In my last post, having read about the pleasures to be had of reading at whim, I said I was going to read The Girl Who Played With Fire. I ended up reading Murder on the Orient Express instead. That’s whim for you, so unpredictable. I had never read an Agatha Christie before, if you discount the half of one that I read when I was about 12 years old, which I do, because I don’t remember a thing about it other than it had a skull on the cover. 12-year-old Toby was mad for things with skulls on the covers.

Murder on the Orient Express was fantastic. I didn’t know too much about it. I have never even seen a single episode of Poirot. It was all completely knew to me but it was such a treat. Exactly the kind of fun-crime novel I like. Clever and polite, if you know what I mean. I think Poirot novels might become my new occasional treat.

I also read The Peculiar Life of a Lonely Postman by Denis Theriault. This one I had mixed feelings about while I was reading it, was very satisfied with it at the conclusion, and then a bit annoyed the extras that came tacked on at the end. It is about a postman who opens the mail between a man and a woman who are exchanging poems with each other. They only ever communicate in the medium of the haiku. Then, one day, the postman accidentally kills the man and adopts his life, taking over writing haiku to the woman and living in his apartment. It all seemed a bit unrealistic and unlikely, and was conveniently ignoring certain events as it went along. I don’t know about you but if I accidentally killed someone, renting their apartment and wearing his dressing gown and pretending to be him in poetry might cause me some emotional conflict. As the page count dwindled I couldn’t imagine how this could possibly be resolved satisfactorily, but it was. For me anyway. I really loved the ending.

But after that is a Q+A with the author. I’ll be honest, I didn’t read it all. A Q+A with the author is exactly what I don’t want to read once I have finished a novel. I felt like I was being hand-held toward an opinion. And it is not like it is a simplistic novel where the ending wraps it all up neatly, there is plenty to ruminate on afterwards. I felt like I had the author looking over my shoulder and making sure I had read it properly. It’s only a short book (120ish pages) so I don’t know if it was an effort to fill it out a bit, but it diminished the book a little for me, which was a shame because apart from that I would recommend it very highly.

I have always been into the idea that a book comes to exist when it is read, and that the readers interpretation is far more important than what the writers intentions might have been. What you find in a book is more real than what the author left behind. I think this is why I love truly ambiguous novels. They seem to drive some people crazy, but I think when a writer leaves plenty unexplained and open to interpretation it shows a respect for the reader. This is something I try to put into my books and it is really important to me not to didactically insist on every reader drawing the same conclusion. Like the literary equivalent of a Rorschach test.

There is a scene in The Wind-Up Bird Chronicle where the main character is given a gift, but it turns out to be an empty box. My first reaction was to think, he hasn’t been given anything, which made sense at the time, in the context of the story. Later in the novel I came to think of it differently. Now he is in possession of nothing. Murakami doesn’t come close to explaining what he might have meant by it. It would have been so much weaker if he had.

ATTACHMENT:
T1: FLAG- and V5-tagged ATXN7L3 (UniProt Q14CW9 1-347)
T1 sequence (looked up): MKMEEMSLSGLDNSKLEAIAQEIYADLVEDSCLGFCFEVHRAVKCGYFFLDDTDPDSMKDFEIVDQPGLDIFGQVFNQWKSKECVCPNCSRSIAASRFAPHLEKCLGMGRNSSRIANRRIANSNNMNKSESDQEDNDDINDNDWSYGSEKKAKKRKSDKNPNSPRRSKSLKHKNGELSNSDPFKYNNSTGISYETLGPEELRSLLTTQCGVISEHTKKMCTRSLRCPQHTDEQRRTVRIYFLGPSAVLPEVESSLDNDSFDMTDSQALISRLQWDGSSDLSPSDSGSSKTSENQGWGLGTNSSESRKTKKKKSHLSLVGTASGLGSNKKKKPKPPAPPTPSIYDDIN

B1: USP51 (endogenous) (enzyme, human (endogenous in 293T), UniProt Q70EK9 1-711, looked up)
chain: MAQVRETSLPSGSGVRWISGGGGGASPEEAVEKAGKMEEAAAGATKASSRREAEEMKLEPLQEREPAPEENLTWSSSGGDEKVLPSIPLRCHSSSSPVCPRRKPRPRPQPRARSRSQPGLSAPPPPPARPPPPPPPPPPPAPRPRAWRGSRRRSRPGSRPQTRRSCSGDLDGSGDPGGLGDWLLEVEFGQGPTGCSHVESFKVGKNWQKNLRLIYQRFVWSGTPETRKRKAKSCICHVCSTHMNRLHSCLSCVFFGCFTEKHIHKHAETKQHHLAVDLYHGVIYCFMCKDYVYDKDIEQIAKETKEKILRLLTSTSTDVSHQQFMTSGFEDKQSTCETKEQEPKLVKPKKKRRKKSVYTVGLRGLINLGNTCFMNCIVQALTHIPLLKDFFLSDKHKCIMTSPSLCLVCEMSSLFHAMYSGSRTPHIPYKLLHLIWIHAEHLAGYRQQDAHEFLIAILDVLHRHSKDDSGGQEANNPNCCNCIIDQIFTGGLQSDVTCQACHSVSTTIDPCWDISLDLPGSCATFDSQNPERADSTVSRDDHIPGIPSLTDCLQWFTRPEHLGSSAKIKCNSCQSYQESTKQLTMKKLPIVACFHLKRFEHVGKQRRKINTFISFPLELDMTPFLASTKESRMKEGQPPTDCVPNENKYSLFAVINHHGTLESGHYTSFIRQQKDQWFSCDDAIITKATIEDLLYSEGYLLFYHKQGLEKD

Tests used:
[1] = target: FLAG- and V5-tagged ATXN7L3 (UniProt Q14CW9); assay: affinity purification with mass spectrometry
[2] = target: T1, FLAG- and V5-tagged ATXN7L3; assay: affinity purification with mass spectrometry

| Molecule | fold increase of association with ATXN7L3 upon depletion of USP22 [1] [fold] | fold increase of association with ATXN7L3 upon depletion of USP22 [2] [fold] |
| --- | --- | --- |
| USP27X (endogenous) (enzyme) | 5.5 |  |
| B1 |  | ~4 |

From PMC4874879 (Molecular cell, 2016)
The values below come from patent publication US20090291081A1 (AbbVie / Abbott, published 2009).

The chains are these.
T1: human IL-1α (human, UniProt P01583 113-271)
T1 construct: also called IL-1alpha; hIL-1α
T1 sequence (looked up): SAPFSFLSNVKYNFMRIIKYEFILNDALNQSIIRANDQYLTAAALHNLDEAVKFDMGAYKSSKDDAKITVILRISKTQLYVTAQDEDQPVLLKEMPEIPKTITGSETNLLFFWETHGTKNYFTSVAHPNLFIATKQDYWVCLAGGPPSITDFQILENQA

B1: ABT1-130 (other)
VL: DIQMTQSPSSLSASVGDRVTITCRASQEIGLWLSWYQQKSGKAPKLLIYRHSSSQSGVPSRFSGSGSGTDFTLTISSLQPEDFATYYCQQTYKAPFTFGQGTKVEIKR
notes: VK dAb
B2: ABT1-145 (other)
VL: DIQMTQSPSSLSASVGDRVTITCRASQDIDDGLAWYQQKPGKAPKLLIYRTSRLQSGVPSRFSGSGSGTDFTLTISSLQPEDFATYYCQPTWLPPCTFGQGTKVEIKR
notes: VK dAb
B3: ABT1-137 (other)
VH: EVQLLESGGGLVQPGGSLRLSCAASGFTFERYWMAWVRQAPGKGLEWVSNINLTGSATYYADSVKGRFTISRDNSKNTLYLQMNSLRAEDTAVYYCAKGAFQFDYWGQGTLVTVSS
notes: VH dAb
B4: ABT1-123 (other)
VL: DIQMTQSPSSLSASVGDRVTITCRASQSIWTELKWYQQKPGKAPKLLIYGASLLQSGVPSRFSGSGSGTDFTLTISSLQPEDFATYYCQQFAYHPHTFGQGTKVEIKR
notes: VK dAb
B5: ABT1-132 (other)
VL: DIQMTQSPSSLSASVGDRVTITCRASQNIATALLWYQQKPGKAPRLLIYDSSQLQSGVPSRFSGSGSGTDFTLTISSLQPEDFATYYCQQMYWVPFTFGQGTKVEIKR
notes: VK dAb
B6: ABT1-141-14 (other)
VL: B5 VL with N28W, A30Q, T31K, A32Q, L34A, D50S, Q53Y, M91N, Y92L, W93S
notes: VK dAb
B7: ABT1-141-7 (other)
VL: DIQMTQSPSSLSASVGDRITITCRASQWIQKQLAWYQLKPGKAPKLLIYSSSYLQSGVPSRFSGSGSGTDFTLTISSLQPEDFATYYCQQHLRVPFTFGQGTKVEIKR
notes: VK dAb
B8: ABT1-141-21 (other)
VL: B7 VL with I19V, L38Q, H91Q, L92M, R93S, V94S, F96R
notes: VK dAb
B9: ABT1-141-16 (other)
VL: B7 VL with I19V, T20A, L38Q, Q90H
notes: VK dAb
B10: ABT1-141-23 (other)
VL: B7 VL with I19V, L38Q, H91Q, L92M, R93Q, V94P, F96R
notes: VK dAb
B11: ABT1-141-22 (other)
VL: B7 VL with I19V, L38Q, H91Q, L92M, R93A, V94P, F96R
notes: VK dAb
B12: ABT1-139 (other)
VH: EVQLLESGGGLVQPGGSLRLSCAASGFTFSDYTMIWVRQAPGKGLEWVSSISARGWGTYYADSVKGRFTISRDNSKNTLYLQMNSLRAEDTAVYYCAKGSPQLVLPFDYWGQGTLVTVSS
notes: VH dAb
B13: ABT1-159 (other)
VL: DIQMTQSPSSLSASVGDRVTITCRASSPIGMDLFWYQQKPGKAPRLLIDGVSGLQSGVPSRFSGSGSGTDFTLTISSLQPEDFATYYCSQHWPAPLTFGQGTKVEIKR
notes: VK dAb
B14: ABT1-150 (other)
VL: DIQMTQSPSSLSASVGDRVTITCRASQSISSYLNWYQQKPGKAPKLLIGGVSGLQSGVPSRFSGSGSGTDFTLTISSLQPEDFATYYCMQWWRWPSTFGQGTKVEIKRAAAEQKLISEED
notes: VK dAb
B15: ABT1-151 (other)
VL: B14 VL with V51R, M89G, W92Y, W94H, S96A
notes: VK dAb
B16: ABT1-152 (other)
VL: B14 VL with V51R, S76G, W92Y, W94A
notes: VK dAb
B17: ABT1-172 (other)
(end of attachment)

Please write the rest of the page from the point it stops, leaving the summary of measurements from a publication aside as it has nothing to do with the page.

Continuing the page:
The Pleasures of Reading

I just finished reading The Pleasures of Reading in an Age of Distraction by Alan Jacobs. Scott Pack, over on his blog, gave it such a thorough recommendation that I rushed off to get a copy. It was a really refreshing read, covering ideas like why it is OK to read Harry Potter, why you don’t have to read anything you don’t want to and why those books that tell you what you need to read before you die might be worth ignoring. Those ‘1001 before you die’ books always seemed to be coming at things from the direction to me. And the way they use the word ‘need’ seems so presumptuous.

pleasure of reading

Jacobs book is a fascinating analysis of why we read, how we read and tries to assuage some of the pressures that seem to come with reading. Am I reading the right books? Am I reading them well enough? Am I reading them fast enough? The suggestion, repeated throughout the book, is to read at whim, and to just take slow pleasure in it.

Every now and then someone will seem impressed by the fact that I read a lot. They will say that they wished they could read more, in the same way that I often tell joggers that I wish I could exercise more. Reading is seen as a superior way to spend your time. I think this might be a hangover from childhood where we are all encouraged to read, which is usually met with resistance because reading, when you are not used to it, is actually hard work. In fact it can be hard work even when you are used to it (my copy of Dostoevsky’s The Idiot is still unread). So when we read as children we get praised, same as when we ate the broccoli, and so grow up with the idea that reading is eating vegetables and watching TV is calling out for a pizza.

But that division doesn’t really work. The last book I read before Pleasures of Reading was Do No Harm, the memoirs of a brain surgeon. Once I had finished that I watched a documentary that had been made about the author. Is one more valuable than the other? Did reading his words give me more than watching his actions? (I’ll tell you one thing, the documentary was a lot harder to watch than the book was to read).